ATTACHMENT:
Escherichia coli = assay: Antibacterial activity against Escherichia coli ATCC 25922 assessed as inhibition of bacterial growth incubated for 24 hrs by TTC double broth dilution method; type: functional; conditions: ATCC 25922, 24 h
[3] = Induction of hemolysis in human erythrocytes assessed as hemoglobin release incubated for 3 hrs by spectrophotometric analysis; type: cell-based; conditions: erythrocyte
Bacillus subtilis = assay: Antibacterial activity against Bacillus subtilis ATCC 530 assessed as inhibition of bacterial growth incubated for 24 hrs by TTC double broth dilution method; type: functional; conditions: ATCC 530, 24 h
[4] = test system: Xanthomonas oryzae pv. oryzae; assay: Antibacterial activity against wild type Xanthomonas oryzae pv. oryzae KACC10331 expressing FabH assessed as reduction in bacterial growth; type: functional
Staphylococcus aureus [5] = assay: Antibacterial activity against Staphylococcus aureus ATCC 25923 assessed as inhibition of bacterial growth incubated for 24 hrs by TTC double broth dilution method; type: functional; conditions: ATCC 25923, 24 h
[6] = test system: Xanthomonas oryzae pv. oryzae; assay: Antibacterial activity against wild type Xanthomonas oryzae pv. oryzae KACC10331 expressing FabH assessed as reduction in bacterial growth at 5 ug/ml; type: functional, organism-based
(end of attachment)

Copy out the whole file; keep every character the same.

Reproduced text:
Escherichia coli = assay: Antibacterial activity against Escherichia coli ATCC 25922 assessed as inhibition of bacterial growth incubated for 24 hrs by TTC double broth dilution method; type: functional; conditions: ATCC 25922, 24 h
[3] = Induction of hemolysis in human erythrocytes assessed as hemoglobin release incubated for 3 hrs by spectrophotometric analysis; type: cell-based; conditions: erythrocyte
Bacillus subtilis = assay: Antibacterial activity against Bacillus subtilis ATCC 530 assessed as inhibition of bacterial growth incubated for 24 hrs by TTC double broth dilution method; type: functional; conditions: ATCC 530, 24 h
[4] = test system: Xanthomonas oryzae pv. oryzae; assay: Antibacterial activity against wild type Xanthomonas oryzae pv. oryzae KACC10331 expressing FabH assessed as reduction in bacterial growth; type: functional
Staphylococcus aureus [5] = assay: Antibacterial activity against Staphylococcus aureus ATCC 25923 assessed as inhibition of bacterial growth incubated for 24 hrs by TTC double broth dilution method; type: functional; conditions: ATCC 25923, 24 h
[6] = test system: Xanthomonas oryzae pv. oryzae; assay: Antibacterial activity against wild type Xanthomonas oryzae pv. oryzae KACC10331 expressing FabH assessed as reduction in bacterial growth at 5 ug/ml; type: functional, organism-based